One of the questions around material information is whether there is any Chancel Repair Liability on a property. It is a simple enough question, but it could have financial implications for homeowners in England and Wales, with them having to pay for the repairs to a church within their region.
Looking back into the history, Paul Offley, Compliance Officer at The Guild of Property Professionals, says that The Church of England owned a lot of land throughout the country. “The church would use the income generated from the land to contribute towards to the upkeep of the church and its grounds. Over the years much of the land was sold, however, the church had the option of applying a chancel repair liability on the land. The chancel is the easterly point of the church where you would normally find the altar. Essentially, if the church had some huge expense due to repair needed, such as a new roof, they would be able to approach the owners of the land that has a chancel repair liability on it and request funding,” he comments.
Offley adds that if the land is owned by one person, then it would be that one person who liable, however, if the land has been sold to a developer and there are multiple homes on the land, it would be split between them. “The liability is normally joint and several, meaning it is split between everyone on the development, however, if 49 out of 50 people are saying they won’t pay it, it would be up to the remaining person to fit the bill. They would then have to try and recover those expenses from the other 49 people,” he notes.
According to Offley, if a chancel repair liability has been placed on land it will carry on from one owner to the next. If there is a chancel repair liability on a piece of land, it will reflect as such in the title deed, so owners would be able to see this at Land Registry UK.
As mentioned, it is important for homeowners to know about because of the financial implications it could have. Offley notes that in around 2003, there was a case where a church required extensive repair on its roof, which was going to cost in the region of £100,000. “The local church did not have the budget or the funding to carry out the necessary repairs, so they evoked the chancel repair liability. There was one person living on the land and they decided they would not pay and fight it in court. The case went to the high court and was heard in the House of Lords, but everything went in favour of the church. The ruling was that the owners of the land were liable to pay the full cost of the repair of the church, in addition to that they had also attached a bill of around £200,000 in costs. The only way the homeowner was able to afford that, was by selling their property to release those funds,” he explains.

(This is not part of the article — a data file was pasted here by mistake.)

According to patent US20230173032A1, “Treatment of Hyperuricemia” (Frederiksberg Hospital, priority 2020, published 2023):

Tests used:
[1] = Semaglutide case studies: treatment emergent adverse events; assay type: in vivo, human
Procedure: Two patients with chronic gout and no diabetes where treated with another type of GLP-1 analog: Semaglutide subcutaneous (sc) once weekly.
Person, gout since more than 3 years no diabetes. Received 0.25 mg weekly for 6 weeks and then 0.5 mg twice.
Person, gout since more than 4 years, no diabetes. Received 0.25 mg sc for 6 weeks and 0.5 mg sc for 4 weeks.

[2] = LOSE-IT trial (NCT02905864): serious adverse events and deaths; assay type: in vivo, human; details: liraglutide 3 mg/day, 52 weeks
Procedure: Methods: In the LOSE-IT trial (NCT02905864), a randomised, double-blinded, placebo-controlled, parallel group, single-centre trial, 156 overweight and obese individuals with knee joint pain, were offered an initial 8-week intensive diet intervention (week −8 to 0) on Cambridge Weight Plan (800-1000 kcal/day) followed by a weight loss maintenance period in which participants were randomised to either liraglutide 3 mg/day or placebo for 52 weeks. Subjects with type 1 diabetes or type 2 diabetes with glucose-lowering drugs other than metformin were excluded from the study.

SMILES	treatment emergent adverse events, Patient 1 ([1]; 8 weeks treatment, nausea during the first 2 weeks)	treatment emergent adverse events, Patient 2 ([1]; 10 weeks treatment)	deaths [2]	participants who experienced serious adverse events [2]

This case again highlights the importance of knowing whether there is a chancel repair liability attached to a property that is being sold. Even if the property is miles away from a church, it may have owned property in that area, so it not necessarily about proximity to a church.
Offley says that even if there is a chancel repair liability on a property, all is not lost because it is possible to get chancel repair insurance. This would offer homeowners some protection if they were ever asked to contribute to a chancel repair. “It is not very common these days for homeowners to be asked to contribute, but it is important to be aware of, so that they have the option to insure themselves if they choose to do so,” he concludes.